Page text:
20100628

Mark Cunningham


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They claimed the seagull wasn’t part of an ecological disaster but was only wearing blackface. I said it was a biologic micro-blog; he said it was a burp. We sank the Guatemalan economy by insisting that day follows night rather than night follows day. If that goldfinch wants to twitter, it can pay a monthly fee like anybody else. She said my brain cells were dead-end replicators and I said so were hers and she called me a copy cat.


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I sobered up quick enough to see there was only one suicide bomber coming at us, so that took care of half of them right there. As if learning how to count is any protection against capitalism. He’s so far behind the times, he doesn’t even feel nostalgia for his childhood yet. Part of it was dialectical, anyway. We Olsoned that parenthesis, and now we hear the universe is never going to reach a terminal barrier, but just keep going till its energy peters out.


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The ghost said it was suffering from body shame. She sat on the couch with the Death Star between her legs. Schizophrenics experience a “flattening of affect” in their emotional lives, but I just iron my shirt. Faces shone like rays of sunshine because something was exploding ninety-three million miles away.


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From the biggest man-made Indian mound in the North American continent, I could see the tallest arch in the United States but not The World’s Largest Ketchup Bottle. My head is in the air, which means the pimple on the back of my arm is visible from space. She insisted she was altruistic, despite constantly spelling “spine” as “spin.” Neil Armstrong left bags of his excrement on the moon.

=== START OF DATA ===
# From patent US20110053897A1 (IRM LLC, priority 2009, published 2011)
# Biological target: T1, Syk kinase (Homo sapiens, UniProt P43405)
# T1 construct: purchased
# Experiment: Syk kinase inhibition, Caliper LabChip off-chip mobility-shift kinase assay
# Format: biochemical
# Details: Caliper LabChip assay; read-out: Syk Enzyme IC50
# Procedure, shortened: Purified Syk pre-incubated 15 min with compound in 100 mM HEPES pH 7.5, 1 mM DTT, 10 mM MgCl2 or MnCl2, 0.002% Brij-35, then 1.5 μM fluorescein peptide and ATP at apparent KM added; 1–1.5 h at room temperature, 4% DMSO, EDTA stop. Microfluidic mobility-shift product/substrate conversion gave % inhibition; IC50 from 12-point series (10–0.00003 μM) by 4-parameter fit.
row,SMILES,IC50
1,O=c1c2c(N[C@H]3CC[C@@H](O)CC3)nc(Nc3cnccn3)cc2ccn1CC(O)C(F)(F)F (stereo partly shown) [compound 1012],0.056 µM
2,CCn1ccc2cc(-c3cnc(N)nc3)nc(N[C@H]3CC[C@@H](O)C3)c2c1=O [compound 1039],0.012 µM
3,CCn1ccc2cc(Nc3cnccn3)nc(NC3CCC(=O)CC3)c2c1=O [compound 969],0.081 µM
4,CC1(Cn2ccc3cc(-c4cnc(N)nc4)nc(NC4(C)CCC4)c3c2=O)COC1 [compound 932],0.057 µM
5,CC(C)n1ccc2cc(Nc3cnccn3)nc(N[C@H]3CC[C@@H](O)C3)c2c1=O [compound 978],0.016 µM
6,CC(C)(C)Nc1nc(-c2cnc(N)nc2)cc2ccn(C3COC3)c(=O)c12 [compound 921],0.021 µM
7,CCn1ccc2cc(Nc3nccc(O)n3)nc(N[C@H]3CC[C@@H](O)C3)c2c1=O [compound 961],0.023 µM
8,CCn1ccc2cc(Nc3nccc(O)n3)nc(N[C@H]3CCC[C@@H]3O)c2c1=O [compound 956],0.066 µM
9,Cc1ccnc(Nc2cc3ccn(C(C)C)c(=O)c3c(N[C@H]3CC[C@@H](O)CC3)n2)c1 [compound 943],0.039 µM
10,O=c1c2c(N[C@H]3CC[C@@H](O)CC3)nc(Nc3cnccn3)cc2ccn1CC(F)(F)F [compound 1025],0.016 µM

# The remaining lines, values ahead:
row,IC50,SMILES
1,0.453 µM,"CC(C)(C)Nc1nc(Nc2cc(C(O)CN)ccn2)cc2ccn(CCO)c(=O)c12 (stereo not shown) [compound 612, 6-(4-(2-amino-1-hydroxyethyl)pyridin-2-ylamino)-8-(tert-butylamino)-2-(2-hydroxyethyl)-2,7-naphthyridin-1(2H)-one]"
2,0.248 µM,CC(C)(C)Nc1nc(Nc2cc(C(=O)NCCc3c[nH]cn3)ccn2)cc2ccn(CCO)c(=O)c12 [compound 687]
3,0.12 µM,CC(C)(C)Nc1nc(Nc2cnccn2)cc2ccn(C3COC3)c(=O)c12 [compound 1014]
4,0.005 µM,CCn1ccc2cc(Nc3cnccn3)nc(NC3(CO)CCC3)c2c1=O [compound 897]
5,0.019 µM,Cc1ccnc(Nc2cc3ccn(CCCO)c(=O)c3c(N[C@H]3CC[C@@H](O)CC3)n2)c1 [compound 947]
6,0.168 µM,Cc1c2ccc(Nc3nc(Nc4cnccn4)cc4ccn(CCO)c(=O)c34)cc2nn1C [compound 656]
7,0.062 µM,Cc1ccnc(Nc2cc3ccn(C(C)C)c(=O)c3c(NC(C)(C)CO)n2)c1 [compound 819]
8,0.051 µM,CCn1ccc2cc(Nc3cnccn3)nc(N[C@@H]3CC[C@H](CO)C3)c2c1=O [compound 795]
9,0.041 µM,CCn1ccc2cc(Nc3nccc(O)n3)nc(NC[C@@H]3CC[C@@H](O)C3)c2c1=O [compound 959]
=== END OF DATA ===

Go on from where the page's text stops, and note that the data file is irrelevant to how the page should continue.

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He said “there is no problem where there is no awareness,” and I said I wasn’t aware of that, but now that I was, I have no problem with it. They said the stocks they invested in showed they were anti-capitalist. I started to change the punctuation of me, but she said the scare quotes were already understood. You could tell the memo was about everyday life, because it kept using the word “inappropriate.”


Mark Cunningham has three books out: 80 Beetles from Otoliths; Body Language from Tarpaulin Sky; and 71 Leaves, an ebook from BlazeVOX. A new chapbook, Leftovers, is on the Gold Wake Press site.
 
 
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